If you were logged onto Facebook or were on any site that had a Facebook “Like” button last night, you might have been surprised to find a Facebook error page.
The incident occurred around 7:30 pm Eastern time on Thursday, and it “broke” the Internet for about 15 minutes.
People who were online at the time and were on a website that had a Facebook Like button were taken to a Facebook error page. The problem could be solved by logging out of Facebook and opening up another browser.
But the event confused many people, as it was not immediately clear that Facebook was experiencing difficulties.
It happened pretty quickly, and once it was over, Facebook responded to it:
“For a short period of time, there was a bug that redirected people from third-party sites integrated with Facebook to Facebook.com. The issue was quickly resolved.”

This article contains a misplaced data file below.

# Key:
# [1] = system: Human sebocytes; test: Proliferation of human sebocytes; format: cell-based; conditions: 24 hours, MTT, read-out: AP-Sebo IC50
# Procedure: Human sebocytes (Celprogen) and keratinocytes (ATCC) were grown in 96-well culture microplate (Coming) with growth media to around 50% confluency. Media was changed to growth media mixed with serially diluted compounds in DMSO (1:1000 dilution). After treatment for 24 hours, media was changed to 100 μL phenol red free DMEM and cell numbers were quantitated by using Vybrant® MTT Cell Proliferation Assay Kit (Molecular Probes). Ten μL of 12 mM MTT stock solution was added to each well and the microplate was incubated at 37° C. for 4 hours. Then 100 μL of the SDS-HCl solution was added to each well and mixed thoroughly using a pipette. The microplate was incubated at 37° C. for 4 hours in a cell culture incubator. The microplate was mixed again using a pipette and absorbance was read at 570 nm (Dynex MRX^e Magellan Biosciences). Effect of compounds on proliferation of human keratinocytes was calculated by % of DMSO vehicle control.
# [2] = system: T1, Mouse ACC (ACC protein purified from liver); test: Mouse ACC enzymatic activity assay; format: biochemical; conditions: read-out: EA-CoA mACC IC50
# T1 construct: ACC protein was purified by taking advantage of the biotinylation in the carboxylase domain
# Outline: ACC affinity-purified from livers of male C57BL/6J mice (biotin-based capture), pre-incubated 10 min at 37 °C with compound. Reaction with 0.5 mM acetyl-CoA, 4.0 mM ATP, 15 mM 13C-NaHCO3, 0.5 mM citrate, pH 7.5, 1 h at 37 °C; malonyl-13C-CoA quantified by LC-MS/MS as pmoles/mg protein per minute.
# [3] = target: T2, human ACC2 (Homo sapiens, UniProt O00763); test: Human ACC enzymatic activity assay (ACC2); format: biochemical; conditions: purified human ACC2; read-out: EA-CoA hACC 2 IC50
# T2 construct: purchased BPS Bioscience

Though most people forgot about it after it happened, some curious minds discovered that this could be an indicator of how much Facebook knows about our Internet habits.
Since many websites are linked with Facebook, Facebook is able to tell when we visit these sites and how often.
When a person visits a Web page, a cookie is placed in the computer. These cookies are connected to Facebook when the person logs in.
Because most people have their real names on Facebook, many are worrying about the fact that our real names could be linked to the sites we visit.
Facebook has sworn it would not use its power to track users, but it has done it several times.
The site denied it, saying they do not track users on the web.
Recently, it said it plans to sell “ads that follow Facebook members beyond the confines of the social network.”